Australia and Indonesia keep talking about a “green economy” – but what does it look like?


Every day, Mohamad Lutfi’s factory in East Java transforms 50 tonnes of plastic waste into pallets.

Like many Indonesians, Lutfi has seen massive amounts of plastic waste polluting the land, oceans and rivers near his home in Pasuruan.

If plastic is a problem, waste is also a resource for her employer, Re> Pal, an Australian company based in Indonesia.

They work with local “pemulung” or “waste pickers”, who collect plastic from waterways for sale.

The company also collects plastic waste from other companies.

Mohamad Lutfi says his company shows how to turn waste into useful products.(Provided)

It is then transformed back into usable items such as pallets.

Mr Lutfi said Re> Pal’s recycling initiative was setting an example on how to “reduce plastic waste in Indonesia and around the world”.

Re> Pal’s work is a climate-focused joint venture case involving Indonesia and Australia.

But company director Marcus Goldstein said the potential cooperation between the two countries was not being fully exploited.

“Progress between countries has certainly not been as rapid as it could be,” Goldstein said.

“This is where I think we failed: Australia could really do more to spend more effort and time in Indonesia.”

His comments come after two recent important international meetings, the G20 summit and the COP26 conference, which highlighted the climate change policies of Indonesia and Australia.

Prime Minister Scott Morrison has officially confirmed in Glasgow that Australia will commit to a goal of net zero emissions by 2050, but Australia’s approach to climate change has been criticized.

The G20 also highlighted a joint commitment of the two countries to work together towards a “green economy”, after Indonesian President Joko Widodo and Prime Minister Scott Morrison issued a statement on “green economy and energy transition “.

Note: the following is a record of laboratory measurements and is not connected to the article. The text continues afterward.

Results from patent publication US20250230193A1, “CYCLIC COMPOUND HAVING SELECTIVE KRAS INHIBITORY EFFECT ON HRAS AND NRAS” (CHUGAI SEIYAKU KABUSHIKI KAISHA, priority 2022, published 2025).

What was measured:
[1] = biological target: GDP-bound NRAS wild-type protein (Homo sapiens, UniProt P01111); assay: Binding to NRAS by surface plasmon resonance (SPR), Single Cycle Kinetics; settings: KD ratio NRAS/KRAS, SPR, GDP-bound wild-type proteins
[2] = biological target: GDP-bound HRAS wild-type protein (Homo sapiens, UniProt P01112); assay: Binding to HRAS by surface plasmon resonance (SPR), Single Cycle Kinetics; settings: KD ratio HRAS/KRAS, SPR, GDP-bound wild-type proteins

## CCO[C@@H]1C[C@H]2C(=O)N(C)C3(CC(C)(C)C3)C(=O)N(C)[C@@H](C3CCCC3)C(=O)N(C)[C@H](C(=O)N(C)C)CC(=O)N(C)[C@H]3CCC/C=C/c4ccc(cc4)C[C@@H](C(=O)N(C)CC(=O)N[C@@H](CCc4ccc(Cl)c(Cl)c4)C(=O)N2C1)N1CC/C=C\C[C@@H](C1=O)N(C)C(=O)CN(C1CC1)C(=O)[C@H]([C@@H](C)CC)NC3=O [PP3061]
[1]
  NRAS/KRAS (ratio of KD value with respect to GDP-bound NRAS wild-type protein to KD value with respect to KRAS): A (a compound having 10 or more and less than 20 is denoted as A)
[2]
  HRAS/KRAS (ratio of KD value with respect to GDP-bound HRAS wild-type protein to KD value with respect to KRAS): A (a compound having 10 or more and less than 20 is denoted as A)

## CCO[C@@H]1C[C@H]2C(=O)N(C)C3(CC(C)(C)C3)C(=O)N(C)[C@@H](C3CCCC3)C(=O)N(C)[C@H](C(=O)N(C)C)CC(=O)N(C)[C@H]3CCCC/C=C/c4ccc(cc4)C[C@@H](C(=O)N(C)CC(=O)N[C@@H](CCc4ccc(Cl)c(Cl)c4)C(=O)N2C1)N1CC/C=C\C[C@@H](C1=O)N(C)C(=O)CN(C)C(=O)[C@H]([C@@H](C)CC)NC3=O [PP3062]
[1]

But what is the “green economy” and why does this expression come up over and over again in speeches and statements by politicians?

Scott Morrison and Joko Widodo stand together in costume and talk to each other.
Scott Morrison and Joko Widodo say they are working for green economies.(Provided: Presidential Secretariat, Laily Rachev)

“The green economy could have a thousand different definitions”

Hal Hill, a Southeast Asian economics professor at the Crawford School of Public Policy at the Australian National University, said it was difficult to determine exactly what “green economy” collaboration means.

“If you had a thousand people in a room, a green economy could have a thousand different definitions,” he said.

He says that in a “green economy”, economic growth is environmentally sustainable and businesses use renewable resources and clean energy.

The United Nations Environment Program defines a green economy as “low carbon, resource efficient and socially inclusive” and which prevents “loss of biodiversity and ecosystem services”.

The term “green economy” also popped up at the COP21 conference in 2015, when then Australian Foreign Minister Julie Bishop delivered a speech on Australia’s transformation to a green economy, fueled by solar energy and electric vehicles, in collaboration with Indonesia.

Julie Bishop is seated at a table surrounded by other officials reading a paper document.
Then Foreign Minister Julie Bishop reads the climate change agreement at COP21.(Julie Bishop / Twitter)

Since then, organizations across Australia and Indonesia, like Climate Works and the Global Green Growth Institute, have defined strategies to achieve these green ambitions.

But Professor Hill pointed out that governments and experts had been talking about a “green economy” for about 50 years before it was used in the agreements between Australia and Indonesia.